The Raven (1963)

G   |    |  Comedy, Fantasy, Horror


The Raven (1963) Poster

A magician, who has been turned into a raven, turns to a former sorcerer for help.

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6.7/10
9,346

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  • Peter Lorre in The Raven (1963)
  • Peter Lorre and Jack Nicholson in The Raven (1963)
  • The Raven (1963)
  • Vincent Price in The Raven (1963)
  • Boris Karloff in The Raven (1963)
  • Vincent Price in The Raven (1963)

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Awards

1 win.

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User Reviews


26 October 2002 | telegonus
7
| Party Time
The Corman-Matheson The Raven, a charming cultural artifact from the early sixties, played extremely well at kiddie matinees when first released, holds up less well for grownups when watching it on television. This is a movie that needs an audience, preferably young and not too sophisticated. Without the laughter of children it falls a little flat, but is still fun to look at, if only for the remarkable sets of Daniel Haller, the colorful costumes, the mugging actors.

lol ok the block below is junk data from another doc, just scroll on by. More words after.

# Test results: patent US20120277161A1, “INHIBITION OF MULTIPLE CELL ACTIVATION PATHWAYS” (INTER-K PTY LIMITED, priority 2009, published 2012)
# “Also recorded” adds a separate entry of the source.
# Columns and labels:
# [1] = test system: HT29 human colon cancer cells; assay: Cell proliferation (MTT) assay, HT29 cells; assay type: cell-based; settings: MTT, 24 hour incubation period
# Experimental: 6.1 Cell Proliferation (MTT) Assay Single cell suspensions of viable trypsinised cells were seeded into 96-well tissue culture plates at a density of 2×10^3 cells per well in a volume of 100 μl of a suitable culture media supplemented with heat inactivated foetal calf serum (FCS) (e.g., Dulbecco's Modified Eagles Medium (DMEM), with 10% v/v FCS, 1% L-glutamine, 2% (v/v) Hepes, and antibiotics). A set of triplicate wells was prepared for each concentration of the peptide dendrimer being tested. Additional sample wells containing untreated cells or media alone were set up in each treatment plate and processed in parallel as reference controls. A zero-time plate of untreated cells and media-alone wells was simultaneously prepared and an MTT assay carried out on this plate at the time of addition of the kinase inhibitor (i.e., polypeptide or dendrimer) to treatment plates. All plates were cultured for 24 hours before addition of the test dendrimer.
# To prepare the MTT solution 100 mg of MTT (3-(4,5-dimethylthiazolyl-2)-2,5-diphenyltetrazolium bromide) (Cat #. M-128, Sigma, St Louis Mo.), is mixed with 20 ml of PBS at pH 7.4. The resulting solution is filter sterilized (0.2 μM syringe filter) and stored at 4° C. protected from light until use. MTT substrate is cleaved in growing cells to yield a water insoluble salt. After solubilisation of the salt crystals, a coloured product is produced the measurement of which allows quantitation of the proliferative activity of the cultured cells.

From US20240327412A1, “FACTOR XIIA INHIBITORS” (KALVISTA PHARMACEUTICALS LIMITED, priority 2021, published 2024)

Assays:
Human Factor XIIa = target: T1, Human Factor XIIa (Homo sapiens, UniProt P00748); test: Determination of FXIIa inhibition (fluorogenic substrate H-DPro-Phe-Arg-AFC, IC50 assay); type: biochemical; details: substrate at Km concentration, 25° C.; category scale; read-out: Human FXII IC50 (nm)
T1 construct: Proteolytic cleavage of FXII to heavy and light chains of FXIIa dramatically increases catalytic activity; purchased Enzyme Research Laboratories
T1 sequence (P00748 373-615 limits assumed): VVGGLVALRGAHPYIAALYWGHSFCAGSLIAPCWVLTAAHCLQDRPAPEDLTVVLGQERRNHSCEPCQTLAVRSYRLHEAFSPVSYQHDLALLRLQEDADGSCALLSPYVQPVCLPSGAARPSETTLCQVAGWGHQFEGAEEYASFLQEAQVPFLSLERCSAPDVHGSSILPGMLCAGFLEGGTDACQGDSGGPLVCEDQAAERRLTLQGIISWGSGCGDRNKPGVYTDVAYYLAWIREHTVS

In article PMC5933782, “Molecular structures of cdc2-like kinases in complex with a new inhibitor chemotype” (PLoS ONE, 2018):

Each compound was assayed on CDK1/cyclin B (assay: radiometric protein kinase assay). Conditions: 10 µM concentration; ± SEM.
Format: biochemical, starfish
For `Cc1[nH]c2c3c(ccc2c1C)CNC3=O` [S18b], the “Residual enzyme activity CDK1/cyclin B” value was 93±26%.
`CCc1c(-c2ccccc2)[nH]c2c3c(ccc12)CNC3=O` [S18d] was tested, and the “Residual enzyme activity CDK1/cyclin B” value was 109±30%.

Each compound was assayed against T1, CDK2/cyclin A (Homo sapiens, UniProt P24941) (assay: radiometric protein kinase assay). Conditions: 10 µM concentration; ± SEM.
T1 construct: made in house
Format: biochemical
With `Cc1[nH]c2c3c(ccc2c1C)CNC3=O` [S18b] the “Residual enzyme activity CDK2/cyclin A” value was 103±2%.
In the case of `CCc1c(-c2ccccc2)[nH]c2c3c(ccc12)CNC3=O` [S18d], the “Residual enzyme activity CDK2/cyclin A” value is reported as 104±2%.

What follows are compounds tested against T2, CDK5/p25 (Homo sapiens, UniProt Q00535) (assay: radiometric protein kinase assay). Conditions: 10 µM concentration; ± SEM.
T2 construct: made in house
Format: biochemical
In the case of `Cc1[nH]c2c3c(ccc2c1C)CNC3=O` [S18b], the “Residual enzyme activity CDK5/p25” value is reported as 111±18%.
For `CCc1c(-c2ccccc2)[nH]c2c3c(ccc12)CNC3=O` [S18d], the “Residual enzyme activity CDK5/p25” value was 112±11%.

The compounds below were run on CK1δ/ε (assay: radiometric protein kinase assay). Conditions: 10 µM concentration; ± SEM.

This is not an adaptation of the Edgar Allan Poe poem (which would be impossible) but rather a spoof of the various movies adapted from Poe's stories that were so popular at the time it came out, featuring many of the same cast members! As such, the movie needs to be seen in this context or else it will make no sense.

Vincent Price, a good magician, helps Peter Lorre turn from raven back to human form, then journeys to the castle of bad magician Boris Karloff, who was responsible for changing Lorre into a bird, to engage in a battle of sorcerer's tricks. Jack Nicholson is on hand as Lorre's son, and the two have some funny scenes together. There's not much story here, but the look and feel of the film are what make it work, to the extent that it does, as it's really a showcase for the actors and set designers more than anything else. It's a lighthearted film from the start, with nary a frightening moment. Everyone's dressed up as if at a Halloween party, and the festive tone is sustained throughout.

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